Back to search

Measuring social participation restrictions of persons affected by leprosy in Central Java through validating the Participation Scale Short Simplified (PSSS)

Introduction: Persons affected by leprosy are still likely to experience social stigma and participation restrictions. Measuring the level of participation is essential for the development, implementation and evaluation of appropriate stigma reduction, rehabilitation and other services and so diminish leprosy related stigma in Indonesia. The Participation Scale is an 18-item questionnaire that is internationally used to measure the severity of restrictions experienced by persons with disabilities and others with conditions that are stigmatised or that may limit their social participation. However, some problems were reported with conducting the P-Scale, especially when used with low-literate respondents. An earlier attempt to simplify the P-Scale was not entirely satisfactory and thus there still was a need to further develop an improved shortened and simplified version of the P-scale to enable a quick participation assessment.

Objective: The purpose of this study was (A) to develop a simplified and shortened version of the Pscale that can be used to assess participation restrictions in Indonesia and (B) to measure the level of participation restrictions experienced by persons affected by leprosy in Central Java, Indonesia.

Methods: This study took place in Central Java, Indonesia. After developing the Participation Scale Short Simplified (PSSS), a focus group discussion and fifteen semi-structured interviews were conducted to assess the operational, item and semantic validity. The PSSS was refined after analysing the qualitative results. In the quantitative phase, interviews took place using both the PSSS and PScale in random order. The sample consisted of 112 persons affected by leprosy and 54 control persons. After six to nine days, 47 interviews with persons affected by leprosy were repeated. To assess to measurement validity, the following psychometric properties were calculated: criterion validity, internal consistency, reproducibility, floor and ceiling effects ad interpretability.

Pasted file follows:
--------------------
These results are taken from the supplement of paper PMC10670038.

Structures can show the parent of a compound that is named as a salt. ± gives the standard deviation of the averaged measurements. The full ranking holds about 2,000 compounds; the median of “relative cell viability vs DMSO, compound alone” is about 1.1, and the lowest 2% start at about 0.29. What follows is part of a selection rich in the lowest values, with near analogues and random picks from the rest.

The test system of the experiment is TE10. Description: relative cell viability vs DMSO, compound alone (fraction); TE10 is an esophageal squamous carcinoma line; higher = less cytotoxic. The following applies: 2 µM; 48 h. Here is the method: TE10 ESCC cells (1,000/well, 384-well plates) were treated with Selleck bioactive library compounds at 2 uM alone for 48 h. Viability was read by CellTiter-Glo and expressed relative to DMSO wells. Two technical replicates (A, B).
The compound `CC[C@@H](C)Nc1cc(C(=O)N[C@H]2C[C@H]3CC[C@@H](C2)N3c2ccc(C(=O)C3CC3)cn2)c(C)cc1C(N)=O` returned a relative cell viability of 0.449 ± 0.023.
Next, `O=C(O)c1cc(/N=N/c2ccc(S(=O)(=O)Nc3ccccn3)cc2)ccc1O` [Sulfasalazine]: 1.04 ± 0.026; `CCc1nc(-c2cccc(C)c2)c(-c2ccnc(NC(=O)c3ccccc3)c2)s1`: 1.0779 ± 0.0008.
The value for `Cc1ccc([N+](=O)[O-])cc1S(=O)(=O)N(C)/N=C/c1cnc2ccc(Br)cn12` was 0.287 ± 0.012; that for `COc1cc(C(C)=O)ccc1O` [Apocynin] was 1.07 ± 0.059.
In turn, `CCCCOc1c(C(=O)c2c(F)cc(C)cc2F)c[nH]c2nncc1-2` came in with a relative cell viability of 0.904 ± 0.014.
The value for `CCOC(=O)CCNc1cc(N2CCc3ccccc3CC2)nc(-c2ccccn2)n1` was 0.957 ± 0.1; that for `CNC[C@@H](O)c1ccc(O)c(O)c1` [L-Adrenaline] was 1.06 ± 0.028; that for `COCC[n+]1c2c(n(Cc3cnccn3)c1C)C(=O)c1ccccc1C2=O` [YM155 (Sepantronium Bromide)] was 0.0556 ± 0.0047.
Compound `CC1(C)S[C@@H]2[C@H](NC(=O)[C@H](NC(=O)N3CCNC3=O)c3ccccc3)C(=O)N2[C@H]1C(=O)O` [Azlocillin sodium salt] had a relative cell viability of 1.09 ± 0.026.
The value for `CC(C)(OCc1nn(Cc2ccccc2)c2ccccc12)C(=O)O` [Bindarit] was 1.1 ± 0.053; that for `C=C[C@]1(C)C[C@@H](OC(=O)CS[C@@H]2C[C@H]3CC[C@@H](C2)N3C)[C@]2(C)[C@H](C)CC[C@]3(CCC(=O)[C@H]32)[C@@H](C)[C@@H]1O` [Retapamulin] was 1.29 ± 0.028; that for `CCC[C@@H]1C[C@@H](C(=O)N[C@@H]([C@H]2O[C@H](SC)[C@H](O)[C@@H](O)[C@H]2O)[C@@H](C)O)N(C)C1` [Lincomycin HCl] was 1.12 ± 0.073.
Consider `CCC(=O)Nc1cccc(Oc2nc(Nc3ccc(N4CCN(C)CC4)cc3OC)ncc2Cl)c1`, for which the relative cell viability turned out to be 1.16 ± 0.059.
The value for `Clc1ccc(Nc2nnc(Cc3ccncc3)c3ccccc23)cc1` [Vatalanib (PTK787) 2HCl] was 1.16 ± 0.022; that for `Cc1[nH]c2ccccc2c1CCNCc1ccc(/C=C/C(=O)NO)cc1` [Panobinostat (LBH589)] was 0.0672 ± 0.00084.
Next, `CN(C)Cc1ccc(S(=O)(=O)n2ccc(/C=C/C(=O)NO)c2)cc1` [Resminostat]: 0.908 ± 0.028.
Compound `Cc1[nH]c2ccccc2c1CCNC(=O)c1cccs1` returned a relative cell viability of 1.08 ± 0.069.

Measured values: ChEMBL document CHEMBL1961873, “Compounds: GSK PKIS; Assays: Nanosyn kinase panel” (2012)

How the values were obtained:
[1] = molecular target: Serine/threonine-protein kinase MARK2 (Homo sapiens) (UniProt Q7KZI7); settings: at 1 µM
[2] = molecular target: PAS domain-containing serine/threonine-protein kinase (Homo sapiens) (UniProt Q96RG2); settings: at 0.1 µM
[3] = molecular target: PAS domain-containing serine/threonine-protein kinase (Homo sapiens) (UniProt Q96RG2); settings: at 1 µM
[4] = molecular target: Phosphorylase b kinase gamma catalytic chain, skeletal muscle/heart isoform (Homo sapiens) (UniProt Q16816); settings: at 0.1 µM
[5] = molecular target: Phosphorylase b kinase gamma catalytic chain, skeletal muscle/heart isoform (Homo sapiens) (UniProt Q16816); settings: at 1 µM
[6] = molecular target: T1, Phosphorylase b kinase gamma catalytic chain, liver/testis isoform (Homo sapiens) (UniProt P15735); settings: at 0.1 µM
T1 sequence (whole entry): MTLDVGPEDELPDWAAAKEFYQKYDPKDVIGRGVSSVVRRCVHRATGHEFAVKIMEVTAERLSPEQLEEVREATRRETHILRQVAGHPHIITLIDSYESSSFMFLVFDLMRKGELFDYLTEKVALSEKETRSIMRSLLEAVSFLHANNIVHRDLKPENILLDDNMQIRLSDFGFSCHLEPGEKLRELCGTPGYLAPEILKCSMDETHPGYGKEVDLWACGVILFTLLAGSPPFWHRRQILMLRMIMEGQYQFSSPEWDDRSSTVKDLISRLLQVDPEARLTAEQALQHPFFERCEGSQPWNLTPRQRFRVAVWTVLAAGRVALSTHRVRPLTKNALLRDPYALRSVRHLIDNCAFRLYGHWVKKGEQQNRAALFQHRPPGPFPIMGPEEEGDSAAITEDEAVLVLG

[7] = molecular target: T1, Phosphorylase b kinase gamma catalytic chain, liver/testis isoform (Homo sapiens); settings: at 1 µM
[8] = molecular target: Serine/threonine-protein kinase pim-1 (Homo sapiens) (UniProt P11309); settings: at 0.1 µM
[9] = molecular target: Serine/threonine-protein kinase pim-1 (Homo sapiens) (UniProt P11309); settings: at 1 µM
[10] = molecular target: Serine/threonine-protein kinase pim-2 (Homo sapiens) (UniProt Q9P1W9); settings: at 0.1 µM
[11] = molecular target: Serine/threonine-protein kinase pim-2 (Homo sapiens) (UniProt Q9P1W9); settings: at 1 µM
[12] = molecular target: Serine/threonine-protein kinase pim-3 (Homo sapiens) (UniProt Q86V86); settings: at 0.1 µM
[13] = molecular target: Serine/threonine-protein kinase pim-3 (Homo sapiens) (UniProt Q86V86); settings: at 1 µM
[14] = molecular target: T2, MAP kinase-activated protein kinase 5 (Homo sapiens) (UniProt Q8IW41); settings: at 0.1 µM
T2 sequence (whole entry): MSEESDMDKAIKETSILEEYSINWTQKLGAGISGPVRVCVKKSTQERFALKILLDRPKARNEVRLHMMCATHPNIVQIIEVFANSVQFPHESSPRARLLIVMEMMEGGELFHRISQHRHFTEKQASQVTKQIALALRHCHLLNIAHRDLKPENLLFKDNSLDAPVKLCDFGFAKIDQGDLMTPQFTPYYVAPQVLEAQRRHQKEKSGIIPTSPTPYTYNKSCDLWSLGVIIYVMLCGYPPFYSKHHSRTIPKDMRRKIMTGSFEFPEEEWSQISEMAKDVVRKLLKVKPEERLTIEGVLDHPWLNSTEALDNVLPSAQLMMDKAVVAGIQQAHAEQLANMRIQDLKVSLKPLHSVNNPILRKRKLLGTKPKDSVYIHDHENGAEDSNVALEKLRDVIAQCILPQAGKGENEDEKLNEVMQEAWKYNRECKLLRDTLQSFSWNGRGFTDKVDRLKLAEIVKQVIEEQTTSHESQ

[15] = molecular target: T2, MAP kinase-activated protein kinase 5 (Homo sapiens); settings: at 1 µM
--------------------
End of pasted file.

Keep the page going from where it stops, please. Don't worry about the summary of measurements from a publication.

Results: After a few adjustments, the questionnaire was understood sufficiently well and was considered relevant and acceptable by the vast majority of respondents. The criterion validity was assessed with Spearman correlation, showing a positive correlation between the PSSS and full Participation Scale (r=0.688). The cut-off to obtain an optimal combination of sensitivity and specificity (respectively 0.82 and 0.75) was nine. A Cronbach’s alpha of 0.84 showed a good internal consistency. An Intra Class Correlation coefficient of 0.74 indicated good reproducibility. No floor and ceiling effects were present. Within our study sample, 38.5% of the persons affected by leprosy experienced participations restrictions, compared to 9.3% of the control group.

Conclusion: The PSSS shows good qualitative and psychometric properties, just as the full Participation Scale and enables a rapid assessment which reduces the burden of patients. It is a suitable tool for assessment of the severity of participation restrictions among persons affected by leprosy, and for evaluation and comparison of participation restrictions between groups and programmes in Central Java, Indonesia. We recommend the use of the PSSS, instead of the full version, especially in a target group with a low education level and when a rapid assessment is needed.

More information